|February 15, 2011
Hopes to be free of land mines by 2014
The Mozambican authorities believe it is possible to complete the demining of the country by 2014, if the international community provides the funding needed to support the government's efforts to remove land mines. According to the director of the National Demining Institute (IND), Julio Braga, the government allocated annually about three million US dollars from the state budget for demining operations. The contributions from donors are in addition to this. The money available, Braga added, had made it possible to demine about two million square metres of land a year.
Moreover, Agostinho Chavana of the Ministry of Planning and Development believes that Mozambique would have enough funding to meet the deadline to complete demining, under the terms of the Ottawa Convention on the banning of anti-personnel land mines. "The fact that Mozambique manages to clear land mines from rather more than two million square metres of land a year allows us to conclude that the task can be finished by 2014, since there are about eight million square metres still to be demined", said Chavana. He said that Mozambique remained focused on clearing the remaining areas, and hen preparing to deal with quality control and post-2014 "residual demining'.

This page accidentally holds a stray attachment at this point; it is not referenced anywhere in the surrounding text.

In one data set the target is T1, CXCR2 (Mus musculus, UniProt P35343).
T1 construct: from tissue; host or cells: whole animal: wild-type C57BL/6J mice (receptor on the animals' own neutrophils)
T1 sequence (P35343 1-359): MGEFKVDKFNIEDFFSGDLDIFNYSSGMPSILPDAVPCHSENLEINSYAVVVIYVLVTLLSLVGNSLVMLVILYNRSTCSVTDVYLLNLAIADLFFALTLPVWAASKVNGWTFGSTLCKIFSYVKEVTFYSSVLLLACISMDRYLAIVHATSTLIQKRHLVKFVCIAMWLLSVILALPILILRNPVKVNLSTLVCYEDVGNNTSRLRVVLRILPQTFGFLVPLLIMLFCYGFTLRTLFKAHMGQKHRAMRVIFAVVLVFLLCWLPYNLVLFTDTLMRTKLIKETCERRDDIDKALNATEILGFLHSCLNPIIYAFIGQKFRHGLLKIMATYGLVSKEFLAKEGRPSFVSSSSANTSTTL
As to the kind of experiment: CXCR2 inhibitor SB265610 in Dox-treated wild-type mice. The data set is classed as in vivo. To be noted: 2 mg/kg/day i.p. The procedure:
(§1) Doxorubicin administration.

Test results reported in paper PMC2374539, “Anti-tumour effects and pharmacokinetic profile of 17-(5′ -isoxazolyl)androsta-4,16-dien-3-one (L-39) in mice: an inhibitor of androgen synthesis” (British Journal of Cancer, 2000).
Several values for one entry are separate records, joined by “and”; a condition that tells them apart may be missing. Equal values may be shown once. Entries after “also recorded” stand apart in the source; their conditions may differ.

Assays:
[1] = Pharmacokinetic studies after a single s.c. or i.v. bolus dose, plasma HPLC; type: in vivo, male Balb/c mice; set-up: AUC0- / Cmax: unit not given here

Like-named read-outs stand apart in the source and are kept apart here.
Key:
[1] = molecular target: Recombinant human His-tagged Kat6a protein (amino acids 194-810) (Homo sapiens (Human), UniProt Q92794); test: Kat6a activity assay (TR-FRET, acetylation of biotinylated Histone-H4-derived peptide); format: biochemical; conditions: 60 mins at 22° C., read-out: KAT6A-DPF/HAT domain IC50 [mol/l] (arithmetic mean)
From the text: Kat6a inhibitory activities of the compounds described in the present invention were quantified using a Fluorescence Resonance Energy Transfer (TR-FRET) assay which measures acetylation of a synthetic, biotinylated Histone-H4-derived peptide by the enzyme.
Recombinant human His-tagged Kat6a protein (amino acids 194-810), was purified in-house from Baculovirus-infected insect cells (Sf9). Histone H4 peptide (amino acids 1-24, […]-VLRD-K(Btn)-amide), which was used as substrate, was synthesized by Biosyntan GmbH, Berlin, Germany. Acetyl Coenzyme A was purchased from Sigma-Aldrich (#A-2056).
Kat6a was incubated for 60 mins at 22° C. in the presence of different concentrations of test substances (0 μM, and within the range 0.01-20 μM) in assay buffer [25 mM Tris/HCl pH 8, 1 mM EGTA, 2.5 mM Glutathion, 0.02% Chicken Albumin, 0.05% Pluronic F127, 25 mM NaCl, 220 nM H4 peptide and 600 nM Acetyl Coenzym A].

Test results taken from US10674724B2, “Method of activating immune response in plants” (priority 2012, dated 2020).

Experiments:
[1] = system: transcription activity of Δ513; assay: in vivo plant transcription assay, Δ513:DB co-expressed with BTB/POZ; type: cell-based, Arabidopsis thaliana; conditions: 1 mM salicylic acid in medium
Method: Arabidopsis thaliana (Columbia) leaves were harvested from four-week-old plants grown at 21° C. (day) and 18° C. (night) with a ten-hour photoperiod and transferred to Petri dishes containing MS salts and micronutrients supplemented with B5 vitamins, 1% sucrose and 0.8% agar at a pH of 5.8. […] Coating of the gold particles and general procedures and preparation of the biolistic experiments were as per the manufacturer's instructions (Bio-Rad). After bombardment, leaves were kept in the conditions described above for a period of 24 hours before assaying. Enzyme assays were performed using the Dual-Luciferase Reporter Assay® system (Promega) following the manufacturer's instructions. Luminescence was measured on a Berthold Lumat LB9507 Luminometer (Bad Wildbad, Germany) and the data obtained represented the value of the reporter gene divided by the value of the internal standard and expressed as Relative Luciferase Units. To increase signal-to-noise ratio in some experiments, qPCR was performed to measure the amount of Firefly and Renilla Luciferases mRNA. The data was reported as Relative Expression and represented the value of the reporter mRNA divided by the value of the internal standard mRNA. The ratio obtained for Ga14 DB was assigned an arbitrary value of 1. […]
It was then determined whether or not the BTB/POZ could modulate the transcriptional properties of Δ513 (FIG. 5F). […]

The IND's programme is to clear by 2013 a total of 531 mined areas, and to investigate and demine 33 roads, other installations, and frontier areas, suspected of being mined. It must also dispose of the mines and unexploded ordnance already discovered at 146 places in Niassa, Cabo Delgado, Nampula and Zambezia provinces.